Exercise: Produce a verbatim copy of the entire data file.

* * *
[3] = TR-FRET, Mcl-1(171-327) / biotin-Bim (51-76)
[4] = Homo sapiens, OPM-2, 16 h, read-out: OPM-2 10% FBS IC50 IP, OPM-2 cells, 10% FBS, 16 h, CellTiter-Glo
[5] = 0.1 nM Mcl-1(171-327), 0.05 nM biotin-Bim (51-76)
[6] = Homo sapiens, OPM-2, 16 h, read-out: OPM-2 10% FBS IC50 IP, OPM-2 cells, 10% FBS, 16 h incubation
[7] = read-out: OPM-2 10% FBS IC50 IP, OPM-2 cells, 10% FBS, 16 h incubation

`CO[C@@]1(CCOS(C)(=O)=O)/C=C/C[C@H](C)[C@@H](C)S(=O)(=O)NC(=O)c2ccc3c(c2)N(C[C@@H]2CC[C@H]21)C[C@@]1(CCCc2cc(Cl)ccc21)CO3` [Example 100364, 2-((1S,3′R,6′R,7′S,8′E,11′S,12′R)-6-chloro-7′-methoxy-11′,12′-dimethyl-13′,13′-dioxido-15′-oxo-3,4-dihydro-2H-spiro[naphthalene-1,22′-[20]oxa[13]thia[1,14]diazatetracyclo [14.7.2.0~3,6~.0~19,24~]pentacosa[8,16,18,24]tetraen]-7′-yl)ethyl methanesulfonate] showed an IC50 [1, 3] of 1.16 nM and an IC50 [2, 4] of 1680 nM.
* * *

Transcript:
[3] = TR-FRET, Mcl-1(171-327) / biotin-Bim (51-76)
[4] = Homo sapiens, OPM-2, 16 h, read-out: OPM-2 10% FBS IC50 IP, OPM-2 cells, 10% FBS, 16 h, CellTiter-Glo
[5] = 0.1 nM Mcl-1(171-327), 0.05 nM biotin-Bim (51-76)
[6] = Homo sapiens, OPM-2, 16 h, read-out: OPM-2 10% FBS IC50 IP, OPM-2 cells, 10% FBS, 16 h incubation
[7] = read-out: OPM-2 10% FBS IC50 IP, OPM-2 cells, 10% FBS, 16 h incubation

`CO[C@@]1(CCOS(C)(=O)=O)/C=C/C[C@H](C)[C@@H](C)S(=O)(=O)NC(=O)c2ccc3c(c2)N(C[C@@H]2CC[C@H]21)C[C@@]1(CCCc2cc(Cl)ccc21)CO3` [Example 100364, 2-((1S,3′R,6′R,7′S,8′E,11′S,12′R)-6-chloro-7′-methoxy-11′,12′-dimethyl-13′,13′-dioxido-15′-oxo-3,4-dihydro-2H-spiro[naphthalene-1,22′-[20]oxa[13]thia[1,14]diazatetracyclo [14.7.2.0~3,6~.0~19,24~]pentacosa[8,16,18,24]tetraen]-7′-yl)ethyl methanesulfonate] showed an IC50 [1, 3] of 1.16 nM and an IC50 [2, 4] of 1680 nM.